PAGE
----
If you have enough RAM you can also install VirtualBox on OSX and install Ubuntu inside VirtualBox. That way, when you want to play with Ubuntu you just start VirtualBox and boot Ubuntu in it. You will be able to work both in OSX and Ubuntu in parallel, since VirtualBox runs as an application in OSX.

Nagantman
October 19th, 2012, 12:05 PM
Okay thanks a lot both of you guys. A few more bits of information i had forgotten to mention, 32 bit, 4 gigs of ram. Also i want to be able to like i said keep os x on the computer, I'm doing this on my brothers laptop. He has no interest in Linux atm. So i would need to be sure os x is fine on the computer, as well as the hard drive stays completely stable.

Nagantman
October 19th, 2012, 02:05 PM
I have a macbook pro 32 bit 2010 13" with 4 gigs of ram intel core 2 duo os x version 10.6.8. I am trying to boot up Ubuntu using a flash drive. Trying to use the instructions but i'm having trouble. Using these instructions http://www.ubuntu.com/download/help/create-a-usb-stick-on-mac-osx
I managed to convert the file to a .img but from there on I am a bit lost. Any help would be appreciated.

hakermania
October 19th, 2012, 02:12 PM
Welcome to the forums!

I am not an expert on Mac but I am completely sure that anyone willing to help you will need to know exactly where you've stuck.

2F4U
October 19th, 2012, 02:17 PM
What is the exact problem? The instructions seem to be pretty straightforward, so at what step do you have problems?
Also, it might be easier to burn the Ubuntu iso on a CD. Some people have reported problems booting from a USB stick.

howefield
October 19th, 2012, 02:19 PM
Thread moved to "Apple Users" forum.

mrgs
October 19th, 2012, 02:24 PM
- and duplicate threads merged.

Please don't double-post.

Nagantman
October 19th, 2012, 02:30 PM
Sorry morgaes it won't happen again. I'm now at step 9. on these directions https://help.ubuntu.com/community/How%20to%20install%20Ubuntu%20on%20MacBook%20using %20USB%20Stick After typing in the sudo dd if=/path/to/download.img of=/dev/diskN bs=1m I get "dd: /dev/disk1: Resource busy.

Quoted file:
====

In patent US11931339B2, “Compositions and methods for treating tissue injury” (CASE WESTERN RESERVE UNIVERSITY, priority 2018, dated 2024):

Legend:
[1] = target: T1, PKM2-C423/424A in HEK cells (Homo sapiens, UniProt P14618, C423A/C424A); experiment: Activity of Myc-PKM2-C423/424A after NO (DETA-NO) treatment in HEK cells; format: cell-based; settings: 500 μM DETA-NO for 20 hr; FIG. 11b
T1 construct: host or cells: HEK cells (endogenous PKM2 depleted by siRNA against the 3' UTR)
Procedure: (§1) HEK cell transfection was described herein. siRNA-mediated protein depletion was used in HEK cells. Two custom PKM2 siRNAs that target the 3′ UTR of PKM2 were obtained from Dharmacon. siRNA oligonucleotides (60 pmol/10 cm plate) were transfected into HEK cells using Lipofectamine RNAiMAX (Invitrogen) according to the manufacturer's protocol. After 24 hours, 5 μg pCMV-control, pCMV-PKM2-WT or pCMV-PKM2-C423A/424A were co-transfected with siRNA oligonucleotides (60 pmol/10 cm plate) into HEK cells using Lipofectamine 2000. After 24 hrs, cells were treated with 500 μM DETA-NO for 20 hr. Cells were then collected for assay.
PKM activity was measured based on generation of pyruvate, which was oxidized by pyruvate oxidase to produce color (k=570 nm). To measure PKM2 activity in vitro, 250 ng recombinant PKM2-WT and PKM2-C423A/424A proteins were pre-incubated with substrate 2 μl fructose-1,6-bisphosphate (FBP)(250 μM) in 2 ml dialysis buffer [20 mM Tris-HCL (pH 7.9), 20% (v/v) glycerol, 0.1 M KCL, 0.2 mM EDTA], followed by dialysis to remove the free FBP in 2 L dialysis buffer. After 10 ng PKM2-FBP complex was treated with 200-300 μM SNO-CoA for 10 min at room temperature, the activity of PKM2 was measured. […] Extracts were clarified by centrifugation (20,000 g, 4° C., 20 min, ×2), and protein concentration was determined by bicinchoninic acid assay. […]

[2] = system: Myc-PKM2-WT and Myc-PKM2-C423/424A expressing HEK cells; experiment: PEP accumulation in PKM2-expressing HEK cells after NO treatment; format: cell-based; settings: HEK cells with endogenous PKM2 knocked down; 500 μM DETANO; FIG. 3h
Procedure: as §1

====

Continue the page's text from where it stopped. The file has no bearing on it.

varunendra
October 19th, 2012, 05:33 PM
I'm now at step 9. on these directions https://help.ubuntu.com/community/How%20to%20install%20Ubuntu%20on%20MacBook%20using %20USB%20Stick After typing in the sudo dd if=/path/to/download.img of=/dev/diskN bs=1m I get "dd: /dev/disk1: Resource busy.

From the original link I posted (http://www.ubuntu.com/download/help/create-a-usb-stick-on-mac-osx), step-8:

If you see the error dd: /dev/diskN: Resource busy, make sure the disk is not in use. Start the 'Disk Utility.app' and unmount (don't eject) the drive
So did you follow that?
Unetbootin, as I said earlier, is also a nice tool to make these things easier.

I personally prefer a different method which has never failed me -
just use the live cd iso itself to boot a virtual machine > connect the USB to the vm > use the native "Startup Disk Creator" to make the USB live! Simple and reliable, no additional softwares or head-banging required :) (oh, the vm is something I use regularly anyway, so it's not an 'additional' stuff for 'me').